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on 29 March 1999
I understand the disappointment of that reader in Chicago expecting Krugman to be another Feynmann. I am glad he is not. Feynmann was certainly a great storyteller, but usually he (or someone else) wrote popular books about his LIFE, not exactly about physics. Krugman is writing about economics, and not exactly about his life. And that is quite different.
I also understand Brian Dewey when he says he doesn't have "a better understanding of economic fundamentals" after reading Krugman's book. Certainly this book is useful to make people aware of the good (and sometimes bad) things economics theory has to offer (especially to debunk myths), and to motivate further reading on the subject.
Unfortunately, there is no other way to learn economics-indeed, any other analytical subject-than the hard way. And if you are motivated to learn what REAL economics is about, you should get an introductory textbook.
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on 5 August 2002
As the title suggests, this is a simple read, but dont get discouraged if you have conquered those formulas of Foreign Exchange Markets or studied those depressing Classical Economists, because this book is a fun read.
The book is a collection of columns and articles he has written over the years (not in boring economic journals filled with equations). The book is a fast read, and I recommend it to anyone, no matter the depth of their economic knowledge.
-Student in Scotland
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on 31 July 1999
As someone new to Krugman's writing, I was enthused by his ability to explain complex ideas and economic policy dilemmas with such a sure touch and accessible style.
The mini essays that form the core of this book range widely in scope. From his much used story of the Congress Hill Baby-Sitting Co-op to a candid assessment of the political realities of controlling car congestion and providing health care, Krugman sets out to de-mystify some of the jargon of economics and lambasts supply-side economists in fine style.
Krugman should be read by all aspiring university economic students and I will be recommending this book to my own students for their A Level courses.
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on 12 June 2016
This is a collection of short essays and articles written by Paul Krugman in the late 90s. A lot of it relates to what was contemporary debate in US politics surrounding economics and policy. It is not technical at all, thus proving to be a nice read for a layperson. Nothing mind-blowing, but if you like other books in the style of "Freakonomics" you will probably enjoy this little selection from a great economic mind. Krugman also has quite an engaging writing style. I bought it pre-owned for very cheap, so I cannot complain at all, it was a nice afternoon read.
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on 30 September 2015
I found the book very interesting and clear. Although Krugman tends to oversimplify everything I agree with most of the concepts expressed in the book. We really need more brilliant economists like him!
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on 3 June 1999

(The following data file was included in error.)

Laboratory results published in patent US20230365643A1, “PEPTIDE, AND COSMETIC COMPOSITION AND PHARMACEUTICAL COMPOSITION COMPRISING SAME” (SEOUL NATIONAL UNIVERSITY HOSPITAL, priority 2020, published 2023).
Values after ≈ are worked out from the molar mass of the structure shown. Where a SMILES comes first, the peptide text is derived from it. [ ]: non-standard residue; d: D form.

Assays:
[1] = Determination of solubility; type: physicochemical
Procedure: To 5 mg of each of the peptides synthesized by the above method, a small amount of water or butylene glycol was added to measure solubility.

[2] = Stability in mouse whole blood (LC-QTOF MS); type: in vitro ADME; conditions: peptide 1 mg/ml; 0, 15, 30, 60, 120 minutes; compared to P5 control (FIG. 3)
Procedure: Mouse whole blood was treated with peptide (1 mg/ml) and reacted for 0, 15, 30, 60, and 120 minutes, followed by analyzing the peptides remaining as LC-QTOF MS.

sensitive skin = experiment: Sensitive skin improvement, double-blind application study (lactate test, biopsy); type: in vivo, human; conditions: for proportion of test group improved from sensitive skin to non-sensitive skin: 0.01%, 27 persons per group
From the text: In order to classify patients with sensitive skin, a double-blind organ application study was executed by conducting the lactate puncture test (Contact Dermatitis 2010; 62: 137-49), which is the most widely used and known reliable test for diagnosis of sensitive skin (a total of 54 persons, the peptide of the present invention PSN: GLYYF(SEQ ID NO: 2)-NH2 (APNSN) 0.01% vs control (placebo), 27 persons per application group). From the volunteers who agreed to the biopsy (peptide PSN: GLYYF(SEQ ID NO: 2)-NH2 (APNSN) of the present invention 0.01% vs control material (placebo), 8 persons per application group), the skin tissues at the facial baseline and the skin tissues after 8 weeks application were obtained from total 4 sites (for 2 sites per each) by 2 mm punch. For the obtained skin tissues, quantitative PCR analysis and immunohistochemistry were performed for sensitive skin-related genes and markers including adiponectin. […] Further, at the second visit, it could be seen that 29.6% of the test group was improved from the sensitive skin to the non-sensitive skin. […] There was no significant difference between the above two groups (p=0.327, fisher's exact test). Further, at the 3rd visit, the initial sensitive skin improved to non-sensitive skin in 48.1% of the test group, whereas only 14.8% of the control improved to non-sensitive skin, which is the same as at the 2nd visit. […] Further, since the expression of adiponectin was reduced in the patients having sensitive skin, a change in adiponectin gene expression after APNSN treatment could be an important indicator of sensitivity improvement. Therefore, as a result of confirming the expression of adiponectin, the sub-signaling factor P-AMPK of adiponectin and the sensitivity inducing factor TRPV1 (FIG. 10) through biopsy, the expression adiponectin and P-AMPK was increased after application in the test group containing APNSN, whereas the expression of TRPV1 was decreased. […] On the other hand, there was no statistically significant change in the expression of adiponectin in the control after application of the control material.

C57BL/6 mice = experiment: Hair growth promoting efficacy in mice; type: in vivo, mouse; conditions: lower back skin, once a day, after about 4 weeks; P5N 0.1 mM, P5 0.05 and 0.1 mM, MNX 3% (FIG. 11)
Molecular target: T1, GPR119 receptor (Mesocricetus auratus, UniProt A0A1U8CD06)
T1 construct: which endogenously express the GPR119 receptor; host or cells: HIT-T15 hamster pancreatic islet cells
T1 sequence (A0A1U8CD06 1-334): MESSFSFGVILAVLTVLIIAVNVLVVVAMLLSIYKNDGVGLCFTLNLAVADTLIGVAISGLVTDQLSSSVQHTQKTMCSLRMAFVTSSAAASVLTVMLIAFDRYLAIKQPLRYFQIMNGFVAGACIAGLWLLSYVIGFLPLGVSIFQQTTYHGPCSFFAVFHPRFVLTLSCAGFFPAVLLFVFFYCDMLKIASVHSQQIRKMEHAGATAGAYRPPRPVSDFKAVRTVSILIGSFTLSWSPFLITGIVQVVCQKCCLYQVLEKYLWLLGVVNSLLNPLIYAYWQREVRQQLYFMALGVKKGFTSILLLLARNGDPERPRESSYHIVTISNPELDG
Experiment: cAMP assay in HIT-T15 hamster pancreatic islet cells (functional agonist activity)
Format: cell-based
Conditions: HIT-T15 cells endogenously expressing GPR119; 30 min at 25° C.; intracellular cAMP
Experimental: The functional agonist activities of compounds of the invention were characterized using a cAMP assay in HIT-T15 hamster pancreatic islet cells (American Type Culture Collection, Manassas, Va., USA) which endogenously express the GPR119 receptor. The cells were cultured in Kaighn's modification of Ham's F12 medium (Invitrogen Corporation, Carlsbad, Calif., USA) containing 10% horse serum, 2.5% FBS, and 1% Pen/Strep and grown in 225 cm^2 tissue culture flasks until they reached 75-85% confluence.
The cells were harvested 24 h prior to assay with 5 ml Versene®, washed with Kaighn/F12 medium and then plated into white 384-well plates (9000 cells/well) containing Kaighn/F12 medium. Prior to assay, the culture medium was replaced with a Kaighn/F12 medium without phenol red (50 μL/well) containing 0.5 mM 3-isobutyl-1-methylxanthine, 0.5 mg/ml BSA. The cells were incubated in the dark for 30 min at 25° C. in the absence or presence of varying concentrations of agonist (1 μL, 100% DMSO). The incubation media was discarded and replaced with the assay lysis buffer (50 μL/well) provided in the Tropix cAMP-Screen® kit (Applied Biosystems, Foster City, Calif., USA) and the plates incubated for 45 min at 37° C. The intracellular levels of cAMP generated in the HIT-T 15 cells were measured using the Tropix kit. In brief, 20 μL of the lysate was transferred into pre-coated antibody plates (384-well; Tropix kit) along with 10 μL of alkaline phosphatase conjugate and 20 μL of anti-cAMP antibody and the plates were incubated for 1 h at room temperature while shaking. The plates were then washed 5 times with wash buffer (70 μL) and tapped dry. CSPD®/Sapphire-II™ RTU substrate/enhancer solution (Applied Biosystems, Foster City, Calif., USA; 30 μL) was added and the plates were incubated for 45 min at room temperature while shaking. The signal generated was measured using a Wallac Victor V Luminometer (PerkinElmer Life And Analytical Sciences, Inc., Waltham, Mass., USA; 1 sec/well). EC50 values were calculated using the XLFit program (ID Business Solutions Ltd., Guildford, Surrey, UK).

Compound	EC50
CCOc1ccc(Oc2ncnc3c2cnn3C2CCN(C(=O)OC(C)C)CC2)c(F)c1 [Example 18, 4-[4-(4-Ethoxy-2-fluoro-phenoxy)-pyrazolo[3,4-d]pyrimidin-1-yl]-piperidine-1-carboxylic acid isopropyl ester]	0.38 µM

This book is a collection of 27 essays originally published between 1995 and 1997. Most of them ran in Slate, an on-line magazine, others in the New York Times, Washington Monthly and Foreign Affairs -one was written for the book. "Economics is a difficult and technical subject but nobody will believe it" is the Keynes' quote that Krugman uses to raise his main point: many people make big mistakes by not following sound economics theory. There are a lot of writers and politicians that misuse or not use economics scientific principles when they express their points of view or proposals. Economics is a science without popularizers -writers that in plain and enjoyable language use correct concepts to explain current issues. There is no Carl Sagan equivalent in Economics. Paul Krugman is trying to fill this gap. He has tried in his articles "to explode some plausible-sounding idea that happens to be false or to promote some implausible, disturbing idea that happens to be true". He also has the "purpose of demonstrating what it means to think, really think, about economics." Economics science, according to Krugman, is based on the "proposition that people will usually take advantage of opportunities, plus the observation that my opportunities often depend on your actions and vice versa". The book's essays use this foundation to cover issues in almost every economics field. Its key points or generalizations are: Jobs. Krugman argues that productivity gains do not imply loss of jobs. It implies reallocation of jobs among different economic sectors and an increase in the total jobs of the economy. This has happened in the US -less manufacturing and more service jobs. Extreme right economists. Supply side economists are wrong mainly because for them only supply matters. Tax-cuts as the only way to stimulate growth is wrong because ignores that monetary policy can also foster growth. A fact that right wing economists do not acknowledge is that income distribution in the US worsened in the eighties. Other concepts downplayed by Krugman are the return to the golden standard and the need to less government. Globalization. These essays argue against those who see increase in international trade as a problem for the US. In addition to comparative advantage arguments Krugman makes us think about all the levers of domestic policy that countries have. Against the fears that emerging economies could induce a global glut -exporting too much- the book explains that those economies will consume and import more as they grow. Economic Growth. The business cycle theory (GDP potential vs. actual GDP dynamic) is not dead as many authors declare. The problem is that they forget how powerful monetary policy is to unemployment and GDP levels. Japan problems could have been avoided by an aggressive monetary policy. Speculators and Foreign Exchange. A free-floating regime is better. It gives the country power over its monetary policy -the main tool for economic policy. However, foreign exchange markets cannot be trusted because of speculators. Beyond the Market. Many items have misalignment between price and value. Externalities can be fixed through taxes. New taxes should be traded off against current taxes (income taxes, etc.). Long term forecasts (one century): Soaring resources prices, increasing environmental costs, rebirth of the big city, devaluation of higher education, creation of a celebrity economy. The essays are very enjoyable and very well written. The issues covered are important and current. As a layman, I could not find any economic flaws in any of the articles. Krugman uses the concepts and frameworks that economic academia favors today. He also explains very well the mistakes of many writers and politicians. However, Krugman is too confident in his science. For him economics has all the answers. It reminds me of the outlook that practitioners had for physics and chemistry in the middle of the last century: everything had been discovered. The book skillfully explained why many people have been wrong. Through this we get a flavor of how to think using economic science. However, Krugman does not elaborate enough when he makes his points. He assumes that the reader is proficient in economics. In this regard the book fails in his goal of educating laymen in the science of economics. Paul Krugman is not Carl Sagan .. yet! Laymen encourage him to keep trying.